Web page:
Anne Frank’s last protector dies at 100
Helping to hide Anne Frank and her family in a Amsterdam warehouse is only one of the heroic aspects of the life of Miep Gies, who died yesterday at age 100.
Gies also gathered up and saved Anne’s papers, including the famous diary, after the Nazis discovered the Frank’s hiding place and took them and the other concealed Jews to concentration camps — where all of them died, except for Anne’s father, Otto Frank.
In my mind, though, one of the most impressive aspects of Gies’ life is her firm, lifelong insistence that she did nothing special.
“I don’t want to be considered a hero. Imagine young people would grow up with the feeling that you have to be a hero to do your human duty,” Gies said in a 1997 talk to schoolchildren.
“I am afraid nobody would ever help other people, because who is a hero? I was not. I was just an ordinary housewife and secretary.”
Born in Austria, Gies was sent to Holland at age 11 to escape food shortages in the aftermath of World War I. She was given the nickname “Miep” by her Dutch host family.
Gies worked as a secretary for Otto Frank, and with her husband Jan Gies, became close friends with the Frank family. She refused pressure to join Nazi organizations, despite threats of deportation back to Austria. After Frank failed to obtain papers to allow his family to move to the United States or Cuba, he asked Gies to help hide them in an annex above the company’s warehouse.
“I answered: ‘Yes, of course.’ It seemed perfectly natural to me. I could help these people,” she once said. “They were powerless, they didn’t know where to turn.”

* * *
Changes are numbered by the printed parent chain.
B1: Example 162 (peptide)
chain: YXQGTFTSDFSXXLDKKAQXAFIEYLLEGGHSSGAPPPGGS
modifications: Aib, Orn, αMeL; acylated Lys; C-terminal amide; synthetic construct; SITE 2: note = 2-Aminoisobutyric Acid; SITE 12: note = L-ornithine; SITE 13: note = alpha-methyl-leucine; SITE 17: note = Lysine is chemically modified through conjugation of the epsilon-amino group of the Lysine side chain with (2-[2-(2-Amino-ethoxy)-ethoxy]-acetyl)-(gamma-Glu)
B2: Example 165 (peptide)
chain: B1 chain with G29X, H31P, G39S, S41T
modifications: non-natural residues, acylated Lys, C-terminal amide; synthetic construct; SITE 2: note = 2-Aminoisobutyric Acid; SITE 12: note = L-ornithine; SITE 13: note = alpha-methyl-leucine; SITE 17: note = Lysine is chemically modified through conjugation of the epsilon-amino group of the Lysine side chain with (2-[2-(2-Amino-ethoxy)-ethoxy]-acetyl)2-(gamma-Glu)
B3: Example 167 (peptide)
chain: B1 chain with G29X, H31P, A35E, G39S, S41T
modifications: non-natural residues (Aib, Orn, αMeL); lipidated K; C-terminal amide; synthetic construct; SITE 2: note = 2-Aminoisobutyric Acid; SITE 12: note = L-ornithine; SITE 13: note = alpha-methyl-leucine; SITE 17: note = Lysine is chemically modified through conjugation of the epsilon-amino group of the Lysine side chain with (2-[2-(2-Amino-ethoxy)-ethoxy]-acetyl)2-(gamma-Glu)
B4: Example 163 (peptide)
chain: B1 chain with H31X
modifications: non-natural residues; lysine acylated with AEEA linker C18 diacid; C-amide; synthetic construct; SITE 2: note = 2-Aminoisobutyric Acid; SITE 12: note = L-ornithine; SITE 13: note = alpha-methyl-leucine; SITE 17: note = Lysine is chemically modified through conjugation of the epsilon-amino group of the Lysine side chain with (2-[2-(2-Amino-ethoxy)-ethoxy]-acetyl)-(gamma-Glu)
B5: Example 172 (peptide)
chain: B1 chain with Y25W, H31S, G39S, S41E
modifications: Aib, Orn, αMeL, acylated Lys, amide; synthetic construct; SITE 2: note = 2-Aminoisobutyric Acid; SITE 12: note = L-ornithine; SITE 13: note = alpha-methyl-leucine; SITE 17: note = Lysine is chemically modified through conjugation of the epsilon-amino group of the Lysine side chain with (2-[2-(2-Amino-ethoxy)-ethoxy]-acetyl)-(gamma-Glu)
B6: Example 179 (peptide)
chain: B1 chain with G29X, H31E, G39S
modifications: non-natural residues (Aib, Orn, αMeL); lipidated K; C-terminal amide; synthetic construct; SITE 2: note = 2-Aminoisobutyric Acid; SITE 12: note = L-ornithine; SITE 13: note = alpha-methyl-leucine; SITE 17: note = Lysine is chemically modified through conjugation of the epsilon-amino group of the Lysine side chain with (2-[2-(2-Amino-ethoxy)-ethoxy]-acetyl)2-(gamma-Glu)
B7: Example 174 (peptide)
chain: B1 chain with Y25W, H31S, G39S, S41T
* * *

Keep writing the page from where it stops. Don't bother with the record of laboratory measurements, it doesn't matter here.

Gies was the last surviving member of the group of Dutch friends who helped construct the hiding place and bring food, books and other necessities to the Franks. In addition to Jan, the others are Victor Kugler, Johannes Kleiman and Bep Voskuijl.
After the Franks were discovered by the Nazis — acting on a tip by an informant who has never been identified — Gies went to the annex and rescued Anne’s papers. Anne famously died of typhus at Bergen-Belsen at the age of 15. Gies gave the diary to Otto Frank after the war, and helped him prepare it for publication.
The Diary of Anne Frank was published in 1947, becoming the first popular account of the Holocaust. Long recognized as a work of literary genius, the diary continues to generate great interest in readers and scholars alike. Novelist and literary critic Francine Prose published a popular reconsideration of it last year entitled Anne Frank: The Book, the Life, the Afterlife.
Gies worked throughout her life to publicize The Diary of Anne Frank and to counter Holocaust deniers. She received the Raoul Wallenberg Award for bravery in 1990 and the Order of Merit from Germany in 1994. In Israel, she was named a member of the Righteous Among Nations at the Yad Vashem memorial, which pays tribute to non-Jews who helped Jews during the Holocaust.
“I am not a hero,” Gies wrote in her 1988 autobiography, Anne Frank Remembered. “I stand at the end of the long, long line of good Dutch people who did what I did or more — much more — during those dark and terrible times years ago, but always like yesterday in the hearts of those of us who bear witness.”
In her Wallenberg Lecture, Gies said, ““I feel strongly that we should not wait for our political leaders to make this world a better place.”